Jump to content
Sign in to follow this  
illuminarti

The Myth of Z Speed... (or, at least, strange Z defaults)

Recommended Posts

Posted · The Myth of Z Speed... (or, at least, strange Z defaults)

As a result of my dabbling in Marlin, I've noticed something odd about layer height changes on the Ultimaker: by default they happen very slowly.

I wrote about it on my newly-resurrected blog, here:

http://www.extrudable.me/2013/04/02/the-myth-of-z-speed/

That page has more explanation and pretty graphics but, long story short, because of the default Z-acceleration in Marlin of 100 mm/s², typical layer height changes happen at less than 2mm per second. This means they can take on the order of 0.1s to complete. Even if you have a much faster z-speed configured, you don't get it, because the small move distance and low acceleration doesn't give enough room to accelerate to any faster speed.

I was wondering if there are particular reasons for setting the defaults so low?

I have been printing quite successfully with the acceleration up closer to what we have for the other axes - I found 1500mm/s² to be quite workable. That results in moves that are about 4 times faster than the default - the z-changes look and sound noticeably different: the platform now snaps into place on each height change, rather than the whir/chirp noise it used to make. This reduces the time the head is kept stationary over the print, helps reduce blobbing further, and in my limited testing seems to be making 'hop on z moves' a more viable strategy.

 

Share this post


Link to post
Share on other sites
Posted · The Myth of Z Speed... (or, at least, strange Z defaults)

Hi illuminarti

Thanks for your efforts. I read your blog, good one.

I have a question

Do you think it would be beneficial or not to skip the microstepping for the z motor as long as you chose suitable layer heights?

 

Share this post


Link to post
Share on other sites
Posted · The Myth of Z Speed... (or, at least, strange Z defaults)

Owen - I'm really not sure. I don't understand exactly what the rationale is for engineering the z drive system to be quite so finely controllable. Without the microstepping, it could still be moved in 0.015 mm increments - but I guess we would lose the ability to control the acceleration at all... moves would become more of an all-or-nothing kind of thing.

Maybe there are benefits to being able to move it into place slowly... perhaps, indeed, there's a good reason why the default acceleration is so low... I just don't know what it is.

And as to the electromechanical pro's and con's of micro stepping vs not doing it, I simply don't know enough about that.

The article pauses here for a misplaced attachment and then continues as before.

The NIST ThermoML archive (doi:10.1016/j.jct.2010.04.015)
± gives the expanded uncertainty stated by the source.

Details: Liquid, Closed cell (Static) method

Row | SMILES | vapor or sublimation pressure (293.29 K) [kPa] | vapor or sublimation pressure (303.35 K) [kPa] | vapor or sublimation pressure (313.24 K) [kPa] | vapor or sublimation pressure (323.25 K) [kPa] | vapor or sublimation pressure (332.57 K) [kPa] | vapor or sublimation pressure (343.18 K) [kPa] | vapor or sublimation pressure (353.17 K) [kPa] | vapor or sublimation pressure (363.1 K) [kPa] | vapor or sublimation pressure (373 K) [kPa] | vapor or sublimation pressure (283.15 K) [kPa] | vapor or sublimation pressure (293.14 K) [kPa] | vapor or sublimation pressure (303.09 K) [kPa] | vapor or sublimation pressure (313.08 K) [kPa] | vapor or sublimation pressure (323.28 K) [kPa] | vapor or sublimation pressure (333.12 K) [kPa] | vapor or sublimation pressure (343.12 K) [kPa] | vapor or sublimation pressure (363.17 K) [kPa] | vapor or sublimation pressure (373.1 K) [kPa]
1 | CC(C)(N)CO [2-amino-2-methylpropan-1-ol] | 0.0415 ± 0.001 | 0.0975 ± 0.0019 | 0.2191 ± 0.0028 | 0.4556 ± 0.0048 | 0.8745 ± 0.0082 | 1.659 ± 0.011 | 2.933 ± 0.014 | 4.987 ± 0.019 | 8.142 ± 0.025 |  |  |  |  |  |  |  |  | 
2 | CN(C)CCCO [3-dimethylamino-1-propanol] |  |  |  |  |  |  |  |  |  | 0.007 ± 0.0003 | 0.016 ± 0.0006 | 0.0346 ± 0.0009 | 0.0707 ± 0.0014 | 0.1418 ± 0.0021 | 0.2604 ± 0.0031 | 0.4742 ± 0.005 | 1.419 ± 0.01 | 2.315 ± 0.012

Share this post


Link to post
Share on other sites
Posted · The Myth of Z Speed... (or, at least, strange Z defaults)

Not sure why the defaults are low, but it's important to never skip a step on it, and the platform full with PLA, can be quite heavy. And mass is slow.

 

Share this post


Link to post
Share on other sites
Posted · The Myth of Z Speed... (or, at least, strange Z defaults)

Good point, but the platform mainly only needs to move down. And gravity acceleration is 10Meters/sec or 10000mm/sec^2 so as long as you keep acceleration under 10000mm/sec^2 the greater mass will only help.

Maybe there should be different accelerations for up and down but I think it's fine right now.

 

Share this post


Link to post
Share on other sites
Posted · The Myth of Z Speed... (or, at least, strange Z defaults)

Good point, but the platform mainly only needs to move down. And gravity acceleration is 10Meters/sec or 10000mm/sec^2 so as long as you keep acceleration under 10000mm/sec^2 the greater mass will only help.

Maybe there should be different accelerations for up and down but I think it's fine right now.

 

It is not always fine. Daid brings up a good point. The platform must move down (accelerate) only downward during a print, but then it must stop (decelerate). With the greater acceleration, I've found that it is prone to bouncing when it stops moving.

I have a relatively heavy build surface (a 5/16" thick precision Mic-6 aluminium plate). It is extremely flat and stays flat during temperature swings (unlike the wooden arms of the Z-stage :() but it causes my Z-stage to bounce a little with the higher acceleration settings--so much so that it will trip the Z-stop limit warning on the initial move downward from the bounce!

Be wary, if you print large objects (heavy) or use a heavy build plate. The current Z-stage design really doesn't seem to be up for significantly increasing both Z acceleration and mass, in my opinion. I'm going back the the standard settings.

 

Share this post


Link to post
Share on other sites

Join the conversation

You can post now and register later. If you have an account, sign in now to post with your account.

Guest
Reply to this topic...

×   Pasted as rich text.   Paste as plain text instead

  Only 75 emoji are allowed.

×   Your link has been automatically embedded.   Display as a link instead

×   Your previous content has been restored.   Clear editor

×   You cannot paste images directly. Upload or insert images from URL.

Sign in to follow this  

  • Our picks

    • Ultimaker Cura 4.0 | Stable available!
      Ultimaker Cura 4.0 is mainly focused on the improved user interface and cloud integration.
      As always, we want to collect your user feedback for this release. If there are any improvements you can think of, feel free to mention it here and help us to shape the next release.
      • 19 replies
×
×
  • Create New...

Important Information

Welcome to the Ultimaker Community of 3D printing experts. Visit the following links to read more about our Terms of Use or our Privacy Policy. Thank you!